Lucky visitors to Black Oak Holler Farm in West Virginia, Nic Heckett’s culinary laboratory, will arrive when the pig has been on the smoker for about eight hours. The hickory wood, harvested from surrounding hills, has turned the meat mahogany, its smell wafting down the valley. In the remaining hours before dinner, cold beer and rocking chairs set the stage for a telling of the Woodlands Pork story.
For most of the last decade, Heckett ’87 has dedicated himself to producing aged hams to rival Italy’s renowned prosciutto di Cinta Senese and Spain’s jamón ibérico de bellota. At the farm, he and his partners raise high-quality, heritage breed pigs on 267 wild acres of Central Appalachia’s forest region. The company they are building, Woodlands Pork, is becoming a presence in the world of high-end restaurants.
Heckett is part of a growing cast of New World culinary entrepreneurs who are trying to compete in Old World-dominated niches like wine, cheese, and cured meats (char- cuterie) that now generate billions of dollars in sales in the u.S. each year. He is ambi- tious: “I want to do for American charcute- rie what the Californians did for American wines. Full stop.”
As in the production of wine and cheese, soil and climate (terroir) can greatly affect the end pork product. The unique flavor and texture of Woodlands Pork comes from the time the pigs spend in the forest rooting for acorns and other biomass. The mix of avail- able food options gives the hams their rich flavor, while the pigs’ Herculean rooting cre- ates intramuscular fat coveted by chefs and helps the land regenerate.
“Aged ham is so honest,” says Heckett, as cubes of crispy, luscious fat from the smok- ing pig are passed around. “Because the day it is hung to age, there isn’t a thing anyone can add or subtract to improve it. The quality and taste of the meat come from the land.”
Roaming as a child in the countryside near Cork, Ireland, Heckett developed a deep love for nature and food. His paternal
grandmother, who raised championship Aberdeen-Angus cattle on land outside Pittsburgh, gave him a glimpse into livestock farming. His father, who was raised there but spent most of his adult life living and trav- eling in Europe, introduced the family to international delicacies like rijsttafel, the fiery Dutch-Indonesian fusion cuisine, at a time when TV dinners were de rigueur for Western European and American families.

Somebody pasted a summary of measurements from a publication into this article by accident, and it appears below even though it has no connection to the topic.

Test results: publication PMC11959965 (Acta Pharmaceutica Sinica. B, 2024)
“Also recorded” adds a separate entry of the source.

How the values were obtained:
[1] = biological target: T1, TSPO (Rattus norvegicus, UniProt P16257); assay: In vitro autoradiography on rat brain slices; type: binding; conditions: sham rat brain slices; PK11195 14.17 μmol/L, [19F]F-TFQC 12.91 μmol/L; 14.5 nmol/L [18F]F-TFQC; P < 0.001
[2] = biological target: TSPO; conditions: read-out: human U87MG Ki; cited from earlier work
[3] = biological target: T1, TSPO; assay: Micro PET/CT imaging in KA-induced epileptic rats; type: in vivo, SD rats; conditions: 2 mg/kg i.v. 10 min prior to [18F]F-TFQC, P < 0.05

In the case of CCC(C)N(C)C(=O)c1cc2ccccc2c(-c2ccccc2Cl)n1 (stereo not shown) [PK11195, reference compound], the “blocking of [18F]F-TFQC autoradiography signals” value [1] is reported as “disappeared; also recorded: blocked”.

Heckett ended up an ethnomusicology major at Wesleyan, where he threw himself into his weekly reggae radio show on WESu. He met Lynn (Isenburg) Heckett ’86, his wife of nearly 20 years, at a graduation party.
Driving to Black Oak Holler, Heckett talks lovingly about her and their 10-year-old son, Xander, whom they are raising in Clifton, Va. A chaotic soundtrack of Roxy Music, Lee “Scratch” Perry, Tom Waits, and Stanton Moore plays in the background, and the conversation ranges among topics including contemporary literature, jazz, Mississippi River trade history, plant genetics, real estate, macroeconomics, and politics.
But once Heckett turns off West Virginia’s rural Route 35 onto the dirt road toward “the Holler,” so named because it is a small valley snaking between surrounding moun- tains, the rugged isolation, beauty, and por- cine company bring on a sense of peace and focus in him.
Heckett’s path here began after a revela- tory trip to the Tuscan countryside in 2005, during which he became enchanted with the food of the region, particularly the hand- made cured meats and pig farming tech- niques. When he returned, he tried and failed to launch a partnership to import fine Tuscan prosciutto to America.
“That experience left me with a question I couldn’t shake,” he says. “Why couldn’t Americans use the rich agriculture here to make hams that are just as good as, or better than, what’s being made in Italy and Spain?”
He devoured all available information on the topic, eventually making contact with Chuck Talbott, Black Oak Holler’s owner who is considered the father of America’s growing love affair with heritage breed hogs. Talbott’s years of research at North Carolina A&T State university showed that a diet sup- plemented with rich forest mast (the “fruit” of forest trees) can improve the taste and health qualities of pork. His secondary find- ing was equally important: “Pigs managed properly in wooded systems” can help drive forest renewal.